Our Fifteen Minutes

Posted by on Jun 3, 2009 in Culture, Social Media | Comments Off on Our Fifteen Minutes

Andy Warhol

Andy Warhol

Recently, an article appeared in the Wall Street Journal that documented the gyrations that some families go through to balance their work and their family lives. Through some network connections we were a featured family in this article — the first mentioned in the story and the only family with a photo spread. (Yes, that’s me in my slippers — I work at home, aren’t you jealous? ) It was an interesting experience, to be sure, and one that left us with some ambivalence about having agreed to participate.

One of the most interesting things about participating in the article was the reaction of the Journal-reading web audience whose comments were cutting and highly negative (friends were very supportive). In all honesty we weren’t completely prepared for that sort of reaction, though in this day and age everybody has an opinion to which they feel entitled to vent, and we should have anticipated some backlash.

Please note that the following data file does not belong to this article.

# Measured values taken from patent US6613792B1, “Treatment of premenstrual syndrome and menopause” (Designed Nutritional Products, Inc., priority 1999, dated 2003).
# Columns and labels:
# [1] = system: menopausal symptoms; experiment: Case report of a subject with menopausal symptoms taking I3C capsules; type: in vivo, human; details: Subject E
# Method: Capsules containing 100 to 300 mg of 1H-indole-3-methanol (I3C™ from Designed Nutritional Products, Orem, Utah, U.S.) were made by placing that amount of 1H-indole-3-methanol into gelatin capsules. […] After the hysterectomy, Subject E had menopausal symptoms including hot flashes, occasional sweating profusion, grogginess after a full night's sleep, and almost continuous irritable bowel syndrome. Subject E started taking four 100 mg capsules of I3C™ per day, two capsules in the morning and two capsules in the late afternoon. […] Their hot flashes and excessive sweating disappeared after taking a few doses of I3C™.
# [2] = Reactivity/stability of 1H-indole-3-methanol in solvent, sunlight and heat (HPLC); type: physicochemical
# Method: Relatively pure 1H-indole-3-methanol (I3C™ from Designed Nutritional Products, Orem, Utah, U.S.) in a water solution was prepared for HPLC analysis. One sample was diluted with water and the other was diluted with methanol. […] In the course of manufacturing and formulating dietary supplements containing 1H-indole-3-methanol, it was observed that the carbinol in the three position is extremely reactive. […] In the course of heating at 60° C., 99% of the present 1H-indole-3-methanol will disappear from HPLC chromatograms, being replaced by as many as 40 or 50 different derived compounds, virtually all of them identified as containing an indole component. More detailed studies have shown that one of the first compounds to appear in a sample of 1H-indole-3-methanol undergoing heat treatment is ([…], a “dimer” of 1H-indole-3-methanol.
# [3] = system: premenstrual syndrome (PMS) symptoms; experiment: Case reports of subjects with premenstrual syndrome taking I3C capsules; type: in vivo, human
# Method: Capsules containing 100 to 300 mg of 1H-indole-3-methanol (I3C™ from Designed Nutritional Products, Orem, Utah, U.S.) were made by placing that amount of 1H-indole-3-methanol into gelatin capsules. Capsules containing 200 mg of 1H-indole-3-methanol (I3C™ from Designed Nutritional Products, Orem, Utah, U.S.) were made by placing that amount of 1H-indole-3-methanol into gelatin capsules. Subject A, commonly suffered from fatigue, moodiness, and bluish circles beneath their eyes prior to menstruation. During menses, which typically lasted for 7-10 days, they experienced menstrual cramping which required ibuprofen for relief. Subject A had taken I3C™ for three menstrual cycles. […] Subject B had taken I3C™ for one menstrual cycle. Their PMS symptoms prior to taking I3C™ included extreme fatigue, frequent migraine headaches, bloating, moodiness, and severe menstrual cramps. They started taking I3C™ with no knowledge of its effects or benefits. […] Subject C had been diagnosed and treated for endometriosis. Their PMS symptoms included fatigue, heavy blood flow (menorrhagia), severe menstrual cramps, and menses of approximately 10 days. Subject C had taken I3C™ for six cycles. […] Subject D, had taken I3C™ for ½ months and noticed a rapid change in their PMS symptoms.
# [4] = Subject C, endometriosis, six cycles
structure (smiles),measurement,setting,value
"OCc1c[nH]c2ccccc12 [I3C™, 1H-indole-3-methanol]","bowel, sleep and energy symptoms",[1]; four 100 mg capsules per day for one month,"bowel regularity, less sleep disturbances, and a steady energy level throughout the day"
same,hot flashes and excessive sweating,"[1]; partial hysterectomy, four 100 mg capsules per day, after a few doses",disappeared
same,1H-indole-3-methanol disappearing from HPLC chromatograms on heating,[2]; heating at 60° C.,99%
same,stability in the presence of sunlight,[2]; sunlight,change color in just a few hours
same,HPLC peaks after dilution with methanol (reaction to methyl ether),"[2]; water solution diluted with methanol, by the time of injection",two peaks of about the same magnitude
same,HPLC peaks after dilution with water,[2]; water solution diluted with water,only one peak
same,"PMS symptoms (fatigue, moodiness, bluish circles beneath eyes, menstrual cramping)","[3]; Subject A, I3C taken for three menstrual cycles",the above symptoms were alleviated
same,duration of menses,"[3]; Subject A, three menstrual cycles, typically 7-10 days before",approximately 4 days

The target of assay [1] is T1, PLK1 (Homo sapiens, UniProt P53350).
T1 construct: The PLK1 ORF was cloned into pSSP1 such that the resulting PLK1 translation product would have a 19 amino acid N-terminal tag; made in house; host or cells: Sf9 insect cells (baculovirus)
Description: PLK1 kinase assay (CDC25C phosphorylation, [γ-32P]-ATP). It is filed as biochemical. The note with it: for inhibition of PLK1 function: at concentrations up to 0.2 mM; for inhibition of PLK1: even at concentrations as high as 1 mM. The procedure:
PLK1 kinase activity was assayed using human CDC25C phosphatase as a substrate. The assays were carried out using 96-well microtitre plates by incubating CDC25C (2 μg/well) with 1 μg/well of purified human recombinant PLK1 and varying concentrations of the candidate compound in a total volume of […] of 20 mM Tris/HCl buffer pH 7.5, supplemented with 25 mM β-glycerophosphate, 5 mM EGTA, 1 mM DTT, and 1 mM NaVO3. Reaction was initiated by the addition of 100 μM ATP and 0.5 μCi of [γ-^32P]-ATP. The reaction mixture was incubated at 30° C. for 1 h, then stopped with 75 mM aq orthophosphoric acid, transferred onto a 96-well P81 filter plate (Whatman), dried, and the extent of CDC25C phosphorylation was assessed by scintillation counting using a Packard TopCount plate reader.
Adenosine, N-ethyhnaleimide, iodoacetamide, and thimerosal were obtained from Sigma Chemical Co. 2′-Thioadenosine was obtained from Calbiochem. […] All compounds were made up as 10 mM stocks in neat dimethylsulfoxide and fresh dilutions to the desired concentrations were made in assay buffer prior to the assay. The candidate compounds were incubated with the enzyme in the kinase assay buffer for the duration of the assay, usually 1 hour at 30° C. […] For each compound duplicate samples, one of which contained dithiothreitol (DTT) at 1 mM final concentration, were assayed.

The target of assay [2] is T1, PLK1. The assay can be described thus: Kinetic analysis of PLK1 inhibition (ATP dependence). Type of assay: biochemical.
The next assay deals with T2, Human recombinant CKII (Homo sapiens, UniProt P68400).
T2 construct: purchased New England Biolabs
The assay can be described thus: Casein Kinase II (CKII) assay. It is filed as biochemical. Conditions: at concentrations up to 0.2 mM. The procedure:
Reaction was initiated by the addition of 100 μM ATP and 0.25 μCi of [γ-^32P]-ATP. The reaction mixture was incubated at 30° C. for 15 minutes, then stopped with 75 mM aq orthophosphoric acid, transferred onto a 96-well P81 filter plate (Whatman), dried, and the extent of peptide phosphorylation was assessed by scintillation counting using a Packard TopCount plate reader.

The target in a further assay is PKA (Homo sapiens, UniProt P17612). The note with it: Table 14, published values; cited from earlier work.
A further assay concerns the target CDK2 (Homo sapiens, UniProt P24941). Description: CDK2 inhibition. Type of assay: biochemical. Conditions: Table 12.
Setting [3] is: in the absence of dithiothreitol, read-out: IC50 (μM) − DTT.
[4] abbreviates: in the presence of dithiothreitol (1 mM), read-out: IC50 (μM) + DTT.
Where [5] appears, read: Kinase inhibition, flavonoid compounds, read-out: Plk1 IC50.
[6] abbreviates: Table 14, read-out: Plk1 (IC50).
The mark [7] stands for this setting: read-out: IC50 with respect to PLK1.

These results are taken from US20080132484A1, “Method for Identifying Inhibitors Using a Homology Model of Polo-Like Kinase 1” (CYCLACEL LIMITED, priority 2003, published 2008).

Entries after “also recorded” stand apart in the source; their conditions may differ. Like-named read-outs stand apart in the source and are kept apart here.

In light of our personal experience, I now have a better understanding of how to deal with negative comments that I can use to more effectively guide clients. I always make sure my clients understand that when they put themselves out on the web people are free to sound off, and will. As a result, social media participants need a response plan to deal with both the good and the bad. BeingĀ  involved with various social media channels is already one very positive step to demonstrating engagement with your customers. I did engage in the comments section of the article, but only to a point. Since the story and the comments were personal we eventually opted to ignore them.

Ignoring the negative in a business situation is not an option, or at least not the first option. In a business context you can and should engage the unhappy customer but not to the detriment of your other customers. There comes a time when you must realize, as we did, that you can’t please everybody, and folks are free to say what they want. Deal with the squeaky wheel as best as you can in an honest and forthright fashion — don’t hide, don’t let the negativity fester, don’t ignore the unhappy customer and say “you’re a nobody,” but also have an exit strategy.

Another outcome of our participation in this article was that when a Today Show producer, who had seen the article, contacted us to do a TV segment, we declined.

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